Edinburgh, Fife & East Scotland

Edinburgh book festival to look at political 'earthquakes'

Brexit and Donald Trump Image copyright Getty Images

Reflections on recent political "earthquakes" will be at the heart of this year's Edinburgh International Book Festival (EIBF), organisers said.

Themes such as Brexit and the election of Donald Trump are expected to loom large as writers try to "make sense" of recent events.

The August event will also explore topics such as truth and post-truth, terrorism, gender and identity.

The festival will feature more than 1,000 authors from 50 countries.

It will run from Saturday 12 August to Monday 28 August in Edinburgh's Charlotte Square Gardens.

Unveiling 2017's offerings, EIBF director Nick Barley said: "This year's festival programme goes under the name Brave New Words in response, I think, to the fact that we are living through strange political times. One of the sub-themes of the programme is 'the age of political earthquakes'.

"When we started thinking about this programme over a year ago we could see that there were some unusual political decisions in the offing - Brexit had just happened and the possible election of Donald Trump seemed to signal that we might be in for some unusual times.

"The book festival's approach [is to] try and make sense of our position in the world in this age of political earthquakes by using writers as a lens through which to look at the world."

Image caption Chimamanda Ngozi Adichie will debate the role of women in the world with the first minister

Founded in 1983, the EIBF is half the age of its fellow festivals, the Edinburgh International Festival (EIF) and the Edinburgh Festival Fringe.

But the fact that the Scottish capital is celebrating its 70th anniversary as a festival city is reflected in the EIBF programme.

Organisers said that there would be participants from more than 50 countries attending the festival.

Nigerian author Chimamanda Ngozi Adichie will debate the role of women in the world with Scotland's First Minister Nicola Sturgeon, and Andrew O'Hagan will deliver a keynote lecture on the future of Scotland.

Image copyright Alan McCredie
Image caption Book festival director Nick Barley said it would ask the big questions facing the world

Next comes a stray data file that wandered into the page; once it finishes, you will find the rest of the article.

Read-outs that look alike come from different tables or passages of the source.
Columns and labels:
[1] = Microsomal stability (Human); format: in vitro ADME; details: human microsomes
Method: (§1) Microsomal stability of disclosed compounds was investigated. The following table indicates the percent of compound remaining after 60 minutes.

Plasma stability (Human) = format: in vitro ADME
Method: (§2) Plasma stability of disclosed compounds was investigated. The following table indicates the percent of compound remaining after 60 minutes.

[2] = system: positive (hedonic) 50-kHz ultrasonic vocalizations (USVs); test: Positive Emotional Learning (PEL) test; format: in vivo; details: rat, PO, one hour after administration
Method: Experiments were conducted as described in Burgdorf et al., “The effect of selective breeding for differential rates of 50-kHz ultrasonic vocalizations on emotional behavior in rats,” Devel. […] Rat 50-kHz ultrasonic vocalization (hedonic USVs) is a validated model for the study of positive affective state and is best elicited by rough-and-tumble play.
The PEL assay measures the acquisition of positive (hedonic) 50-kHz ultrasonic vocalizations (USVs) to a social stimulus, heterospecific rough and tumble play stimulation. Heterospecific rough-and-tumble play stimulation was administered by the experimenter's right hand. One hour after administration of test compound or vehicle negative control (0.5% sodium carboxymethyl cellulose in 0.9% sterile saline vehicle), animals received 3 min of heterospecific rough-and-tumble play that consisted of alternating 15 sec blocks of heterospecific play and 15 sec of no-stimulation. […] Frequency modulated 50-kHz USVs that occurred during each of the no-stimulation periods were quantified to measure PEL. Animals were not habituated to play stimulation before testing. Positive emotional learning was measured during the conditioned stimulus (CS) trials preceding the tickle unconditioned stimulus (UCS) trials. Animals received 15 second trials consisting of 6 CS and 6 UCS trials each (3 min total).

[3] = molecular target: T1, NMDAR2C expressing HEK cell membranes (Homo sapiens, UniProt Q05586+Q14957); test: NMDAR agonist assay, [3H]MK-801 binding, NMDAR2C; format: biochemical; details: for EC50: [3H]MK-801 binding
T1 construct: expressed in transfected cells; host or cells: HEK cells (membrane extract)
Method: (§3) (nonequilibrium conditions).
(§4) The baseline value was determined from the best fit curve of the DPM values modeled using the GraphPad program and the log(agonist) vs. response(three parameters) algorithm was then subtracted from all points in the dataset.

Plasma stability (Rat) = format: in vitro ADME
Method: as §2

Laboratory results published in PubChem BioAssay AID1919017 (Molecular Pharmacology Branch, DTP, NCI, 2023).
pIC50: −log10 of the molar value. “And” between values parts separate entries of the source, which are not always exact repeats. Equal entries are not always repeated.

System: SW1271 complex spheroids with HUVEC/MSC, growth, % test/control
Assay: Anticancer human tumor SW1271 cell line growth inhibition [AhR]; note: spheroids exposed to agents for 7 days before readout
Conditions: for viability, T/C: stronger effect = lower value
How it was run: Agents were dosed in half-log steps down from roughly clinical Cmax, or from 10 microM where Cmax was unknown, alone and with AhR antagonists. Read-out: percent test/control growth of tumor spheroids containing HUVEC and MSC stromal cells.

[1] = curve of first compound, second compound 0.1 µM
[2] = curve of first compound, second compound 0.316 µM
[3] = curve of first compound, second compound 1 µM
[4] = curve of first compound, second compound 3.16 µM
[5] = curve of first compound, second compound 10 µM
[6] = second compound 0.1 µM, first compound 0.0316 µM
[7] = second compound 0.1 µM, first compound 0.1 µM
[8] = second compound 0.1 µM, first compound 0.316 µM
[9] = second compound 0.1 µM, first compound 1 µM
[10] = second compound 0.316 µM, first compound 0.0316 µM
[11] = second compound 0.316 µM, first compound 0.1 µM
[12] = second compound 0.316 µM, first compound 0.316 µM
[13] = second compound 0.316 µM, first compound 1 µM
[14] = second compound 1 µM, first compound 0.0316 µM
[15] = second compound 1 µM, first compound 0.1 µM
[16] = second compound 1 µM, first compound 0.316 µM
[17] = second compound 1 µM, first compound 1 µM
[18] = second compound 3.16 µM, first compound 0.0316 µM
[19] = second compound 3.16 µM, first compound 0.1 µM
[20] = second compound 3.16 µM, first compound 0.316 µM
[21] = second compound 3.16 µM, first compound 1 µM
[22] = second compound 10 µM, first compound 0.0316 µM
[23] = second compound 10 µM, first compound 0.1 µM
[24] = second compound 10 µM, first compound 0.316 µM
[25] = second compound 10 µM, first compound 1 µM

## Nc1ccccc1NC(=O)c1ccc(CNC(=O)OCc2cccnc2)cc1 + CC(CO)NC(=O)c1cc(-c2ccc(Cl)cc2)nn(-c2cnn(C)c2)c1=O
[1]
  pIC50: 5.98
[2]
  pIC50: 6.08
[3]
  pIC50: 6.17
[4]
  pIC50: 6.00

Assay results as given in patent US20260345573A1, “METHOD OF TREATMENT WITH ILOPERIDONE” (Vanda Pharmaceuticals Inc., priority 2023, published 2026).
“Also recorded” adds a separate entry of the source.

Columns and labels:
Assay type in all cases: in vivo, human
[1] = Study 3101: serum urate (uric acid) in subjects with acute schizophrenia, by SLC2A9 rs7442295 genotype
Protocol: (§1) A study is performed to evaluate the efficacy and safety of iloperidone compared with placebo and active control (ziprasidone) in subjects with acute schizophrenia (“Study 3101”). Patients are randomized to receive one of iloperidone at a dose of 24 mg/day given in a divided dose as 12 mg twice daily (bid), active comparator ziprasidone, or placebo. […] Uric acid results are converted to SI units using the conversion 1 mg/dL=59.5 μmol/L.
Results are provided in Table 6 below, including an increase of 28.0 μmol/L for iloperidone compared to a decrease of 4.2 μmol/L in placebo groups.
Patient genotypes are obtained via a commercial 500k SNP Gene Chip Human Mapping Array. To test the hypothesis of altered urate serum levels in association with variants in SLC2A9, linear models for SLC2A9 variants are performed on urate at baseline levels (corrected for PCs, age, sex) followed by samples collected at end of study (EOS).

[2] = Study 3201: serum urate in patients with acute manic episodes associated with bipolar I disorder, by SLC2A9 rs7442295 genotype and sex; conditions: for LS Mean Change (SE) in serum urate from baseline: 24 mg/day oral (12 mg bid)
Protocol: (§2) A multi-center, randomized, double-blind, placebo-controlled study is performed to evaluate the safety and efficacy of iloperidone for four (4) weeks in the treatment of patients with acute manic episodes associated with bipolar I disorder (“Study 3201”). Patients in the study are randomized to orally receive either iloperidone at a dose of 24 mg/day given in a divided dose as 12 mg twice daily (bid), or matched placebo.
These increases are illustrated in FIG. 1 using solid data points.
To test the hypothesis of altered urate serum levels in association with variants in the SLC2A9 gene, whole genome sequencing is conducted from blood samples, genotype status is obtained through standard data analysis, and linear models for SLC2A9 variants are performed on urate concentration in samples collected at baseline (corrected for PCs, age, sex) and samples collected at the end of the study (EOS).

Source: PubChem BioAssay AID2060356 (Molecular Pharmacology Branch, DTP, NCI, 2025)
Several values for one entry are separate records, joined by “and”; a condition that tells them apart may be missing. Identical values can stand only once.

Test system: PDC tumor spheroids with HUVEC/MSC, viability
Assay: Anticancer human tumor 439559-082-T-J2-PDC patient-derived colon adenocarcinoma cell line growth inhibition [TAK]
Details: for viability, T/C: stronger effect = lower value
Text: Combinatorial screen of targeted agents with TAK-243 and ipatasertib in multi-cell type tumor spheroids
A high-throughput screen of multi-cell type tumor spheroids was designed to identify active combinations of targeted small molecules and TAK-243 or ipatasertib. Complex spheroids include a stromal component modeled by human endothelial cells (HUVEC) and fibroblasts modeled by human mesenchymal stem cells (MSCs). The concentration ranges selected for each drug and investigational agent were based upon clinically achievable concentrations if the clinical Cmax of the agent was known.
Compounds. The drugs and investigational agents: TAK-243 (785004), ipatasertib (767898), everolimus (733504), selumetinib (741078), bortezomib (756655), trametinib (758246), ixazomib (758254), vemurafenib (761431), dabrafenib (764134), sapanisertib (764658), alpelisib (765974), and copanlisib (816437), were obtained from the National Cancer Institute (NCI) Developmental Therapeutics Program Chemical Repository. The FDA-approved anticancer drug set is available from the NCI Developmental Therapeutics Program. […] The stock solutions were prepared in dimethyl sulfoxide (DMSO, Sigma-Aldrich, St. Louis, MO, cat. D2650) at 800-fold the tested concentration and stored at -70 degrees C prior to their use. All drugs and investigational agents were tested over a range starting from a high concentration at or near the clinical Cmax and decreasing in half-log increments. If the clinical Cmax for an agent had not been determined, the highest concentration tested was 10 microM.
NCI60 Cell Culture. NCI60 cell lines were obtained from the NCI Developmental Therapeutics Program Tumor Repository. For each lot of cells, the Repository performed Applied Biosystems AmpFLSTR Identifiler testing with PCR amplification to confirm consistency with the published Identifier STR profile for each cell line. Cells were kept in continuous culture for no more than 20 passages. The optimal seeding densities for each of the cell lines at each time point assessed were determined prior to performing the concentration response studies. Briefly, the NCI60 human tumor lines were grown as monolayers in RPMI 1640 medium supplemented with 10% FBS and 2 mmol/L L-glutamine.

Others coming to Edinburgh to tell their own personal stories include foreign correspondent John Simpson, journalists Anna Pasternak and Jeremy Paxman, actors Stephen McGann and Charlotte Rampling, and Baroness Warsi, the UK's first Muslim member of the Cabinet.

Yazidi teenager Farida Khalaf will tell the story of being kidnapped and sold into slavery by Islamic State in 2014, while politician Harriet Harman and tennis coach Judy Murray are among the others appearing.

Yrsa Sigurdardottir from Iceland and Arne Dahl from Sweden are among the 62 crime writers appearing in 2017, along with UK authors such as Ian Rankin, Denise Mina, Alex Gray and Lin Anderson.

New book festival venues

Edinburgh International Book Festival events will be held in several venues outside of its traditional "home" this year.

The King's Theatre and St Mary's Cathedral in the west end will host events, as will two new venues in George Street - the Bosco Theatre and The Greenhouse.

Festival director Nick Barley said: "We're adding new venues in George Street as an explicit way of trying to reach out, particularly in this anniversary year, to attract new audiences who may not yet have come into Charlotte Square Gardens."

He stressed the move is an expansion and does not signal a reduction of activities within the gardens.

He said he was also aiming to evolve the "stereotypical idea of what a book festival event is", and said this year's programme includes more spoken word events and some featuring music.

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